The client would appoint a qualifying trustee in the particular self-settled trust jurisdiction. This importantly strengthens the creditor protection purpose of the trust by allowing an independent fiduciary control over the assets.

The client would remain a discretionary beneficiary over the trust assets. This allows the client to still have access if money is needed from the trusts. If the trust is created to run the client’s business, any distributions or dividends would be caught by the trust and then could later be distributed to the client-beneficiary.

In order to continue running a business owned by the trust, the client would set up the business’s operating documents to remain as president or manager of the business. The client essentially remains the key person in his business. The difference is that instead of the client-owned business paying distributions to the client directly, the client’s business pays the trust, and the client can request a distribution from the trust.

On the protection from spousal creditor issue, the client would look to the statutory guidance in the trust creation state. For example, if the client chooses South Dakota in which to create her trust, the client would create and fund the trust before marriage. Following the marriage, the client would provide notice in compliance with S.D. Cod. L. § 55-16-15(3) that her spouse has a time period within which to object to transfers of property to the trust. If such notice is given, the time period within which the assets become susceptible to a fraudulent transfer claim of the spouse will be shortened. Using Catholicism as an example, this would be in compliance with Canon Law, as such notice provided by the client was not a contingency to marriage. In Nevada, such notice would not be required for the client to obtain protections from divorcing spouses; under Alaska Stat. § 34.40.110(l), the trust would not be protected if created during or less than 30 days prior to the marriage.

The Client Has Children or Other Descendants and Is Concerned with Divorcing Spouses

For clients who are married with religious leanings and redoing their estate planning documents, the focus should be on planning using a revocable trust that creates discretionary trusts or irrevocable discretionary trusts in jurisdictions that protect beneficiaries’ interests from alimony or support creditors, as opposed to forcing a beneficiary to sign a prenuptial, postnuptial, or any other pre- or post-marital agreement in order to receive a distribution.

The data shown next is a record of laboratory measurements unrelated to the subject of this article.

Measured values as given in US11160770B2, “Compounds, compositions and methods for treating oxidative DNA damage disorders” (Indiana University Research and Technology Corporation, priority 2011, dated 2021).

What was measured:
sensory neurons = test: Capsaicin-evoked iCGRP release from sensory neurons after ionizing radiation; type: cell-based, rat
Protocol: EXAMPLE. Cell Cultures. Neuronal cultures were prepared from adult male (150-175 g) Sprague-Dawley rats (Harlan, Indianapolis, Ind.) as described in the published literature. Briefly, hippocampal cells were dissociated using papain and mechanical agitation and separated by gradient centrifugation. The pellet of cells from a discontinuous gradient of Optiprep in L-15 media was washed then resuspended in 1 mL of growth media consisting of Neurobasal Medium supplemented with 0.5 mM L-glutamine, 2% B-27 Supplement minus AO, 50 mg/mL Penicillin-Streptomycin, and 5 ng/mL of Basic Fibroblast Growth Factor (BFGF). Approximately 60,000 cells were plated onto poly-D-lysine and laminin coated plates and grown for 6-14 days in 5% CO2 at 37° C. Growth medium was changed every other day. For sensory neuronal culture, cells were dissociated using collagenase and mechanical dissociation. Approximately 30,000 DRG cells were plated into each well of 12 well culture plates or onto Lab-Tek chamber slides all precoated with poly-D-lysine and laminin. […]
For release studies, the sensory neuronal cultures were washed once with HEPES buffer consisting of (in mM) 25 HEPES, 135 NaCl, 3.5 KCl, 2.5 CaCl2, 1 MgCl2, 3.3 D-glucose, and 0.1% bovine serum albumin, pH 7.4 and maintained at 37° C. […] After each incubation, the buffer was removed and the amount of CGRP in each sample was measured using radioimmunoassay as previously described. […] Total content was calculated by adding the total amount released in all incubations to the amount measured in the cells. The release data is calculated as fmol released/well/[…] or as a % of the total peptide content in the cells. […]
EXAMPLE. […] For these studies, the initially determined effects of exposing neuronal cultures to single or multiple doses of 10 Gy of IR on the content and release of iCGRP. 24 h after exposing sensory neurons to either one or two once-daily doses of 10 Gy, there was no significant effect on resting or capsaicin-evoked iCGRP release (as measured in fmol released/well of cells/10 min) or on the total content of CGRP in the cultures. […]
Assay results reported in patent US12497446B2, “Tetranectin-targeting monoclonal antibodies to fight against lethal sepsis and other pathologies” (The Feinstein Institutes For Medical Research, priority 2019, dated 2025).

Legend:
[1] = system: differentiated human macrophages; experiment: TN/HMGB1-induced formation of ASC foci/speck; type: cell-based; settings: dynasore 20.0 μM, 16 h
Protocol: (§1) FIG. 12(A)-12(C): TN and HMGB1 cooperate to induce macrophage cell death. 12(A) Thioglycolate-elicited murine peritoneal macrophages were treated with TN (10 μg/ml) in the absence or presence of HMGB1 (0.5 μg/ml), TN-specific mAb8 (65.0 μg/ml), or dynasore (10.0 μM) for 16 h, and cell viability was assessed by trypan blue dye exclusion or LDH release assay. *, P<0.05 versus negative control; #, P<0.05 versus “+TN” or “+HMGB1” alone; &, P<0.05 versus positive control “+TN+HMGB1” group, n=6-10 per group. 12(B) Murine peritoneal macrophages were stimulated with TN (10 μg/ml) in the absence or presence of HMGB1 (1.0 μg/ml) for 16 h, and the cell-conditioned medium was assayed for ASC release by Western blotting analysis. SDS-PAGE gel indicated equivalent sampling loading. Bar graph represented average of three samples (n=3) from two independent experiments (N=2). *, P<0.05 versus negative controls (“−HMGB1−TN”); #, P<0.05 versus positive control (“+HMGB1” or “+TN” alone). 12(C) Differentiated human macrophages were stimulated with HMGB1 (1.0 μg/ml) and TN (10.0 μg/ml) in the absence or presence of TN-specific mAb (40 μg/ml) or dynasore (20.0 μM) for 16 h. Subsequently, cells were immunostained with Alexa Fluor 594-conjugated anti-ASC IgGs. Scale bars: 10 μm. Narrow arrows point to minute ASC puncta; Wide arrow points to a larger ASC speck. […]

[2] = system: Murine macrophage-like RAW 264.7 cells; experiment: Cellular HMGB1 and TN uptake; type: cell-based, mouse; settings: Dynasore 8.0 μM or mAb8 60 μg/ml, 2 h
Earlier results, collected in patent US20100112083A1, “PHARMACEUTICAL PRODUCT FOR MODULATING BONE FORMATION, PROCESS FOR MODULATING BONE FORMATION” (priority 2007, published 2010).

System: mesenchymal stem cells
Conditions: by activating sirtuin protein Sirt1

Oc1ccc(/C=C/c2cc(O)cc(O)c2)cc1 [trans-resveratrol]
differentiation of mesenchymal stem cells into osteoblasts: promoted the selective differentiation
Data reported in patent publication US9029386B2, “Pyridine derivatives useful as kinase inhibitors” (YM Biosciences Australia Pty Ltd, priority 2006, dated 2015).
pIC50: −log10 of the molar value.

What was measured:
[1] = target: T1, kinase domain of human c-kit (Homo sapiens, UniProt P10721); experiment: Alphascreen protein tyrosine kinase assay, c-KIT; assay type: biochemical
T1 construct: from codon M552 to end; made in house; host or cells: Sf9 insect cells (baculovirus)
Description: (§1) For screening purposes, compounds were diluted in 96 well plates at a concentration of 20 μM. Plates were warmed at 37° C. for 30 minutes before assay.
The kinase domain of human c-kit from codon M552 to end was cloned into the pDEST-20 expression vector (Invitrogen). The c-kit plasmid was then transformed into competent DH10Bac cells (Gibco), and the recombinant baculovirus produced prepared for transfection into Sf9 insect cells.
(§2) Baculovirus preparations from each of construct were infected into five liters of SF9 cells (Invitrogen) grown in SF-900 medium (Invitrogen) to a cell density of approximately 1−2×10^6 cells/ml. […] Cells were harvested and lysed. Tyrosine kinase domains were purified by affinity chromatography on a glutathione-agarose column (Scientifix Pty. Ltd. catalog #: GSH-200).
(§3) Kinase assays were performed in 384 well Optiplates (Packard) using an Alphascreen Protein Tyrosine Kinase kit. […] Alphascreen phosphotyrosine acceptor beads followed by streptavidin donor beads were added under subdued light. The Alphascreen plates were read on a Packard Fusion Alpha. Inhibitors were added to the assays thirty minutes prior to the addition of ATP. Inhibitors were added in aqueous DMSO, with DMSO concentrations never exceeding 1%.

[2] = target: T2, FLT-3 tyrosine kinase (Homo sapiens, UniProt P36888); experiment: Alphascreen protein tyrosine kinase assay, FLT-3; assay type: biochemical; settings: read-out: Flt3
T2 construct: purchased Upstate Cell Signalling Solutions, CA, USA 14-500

Nationally known estate planning attorneys have suggested conditioning a beneficiary’s trust distributions to her execution of a prenuptial, postnuptial, or any other pre- or post-marital agreement in order to receive a distribution. Such execution may occur once, annually, or more frequently, depending on the terms of the trust instrument. The prenuptial, postnuptial, or any other pre- or post-marital agreement would provide at a minimum that the non-beneficiary spouse has no entitlement, right, or other interest in the beneficiary-child, grandchild, or more remote descendant’s trust interest or distribution. This conditioning serves to prevent a future argument by the then non-related divorcing spouse that he had any interest in the beneficiary-child, grandchild, or more remote descendant’s trust interest or distribution. The problem with such planning is that if the family members have religious leanings, such prenuptial, postnuptial, or any other pre- or post-marital agreement execution could prevent a marriage in compliance with religion.

What are the alternatives for the client with wealth who wants to benefit a child, grandchild, or more remote descendant who is either contemplating marriage or is already married? Basically, discretionary trusts are trusts created by the settlor where a trustee is given the authority to make distributions at such trustee’s discretion. The trusts contemplated in this section are third-party discretionary trusts whereby the client (parent or grandparent) creates a discretionary trust for the benefit of a beneficiary (child or grandchild) or a class of beneficiaries (children, grandchildren, or both). The settlor is not a beneficiary and, although she may be the trustee, it is recommended that, when creditor protection is a concern, a professional trustee be used (or at least somebody unrelated and not subordinate to any of the settlor or beneficiaries). The key point is that such trust be created in a jurisdiction (or later have the ability to be moved to a jurisdiction) that outlaws the beneficiary’s spouse or former spouse who has a judgment or court order against the beneficiary for support or maintenance from benefitting from such trust (or making a claim that such spouse has access to the funds or should have some sort of entitlement to the funds).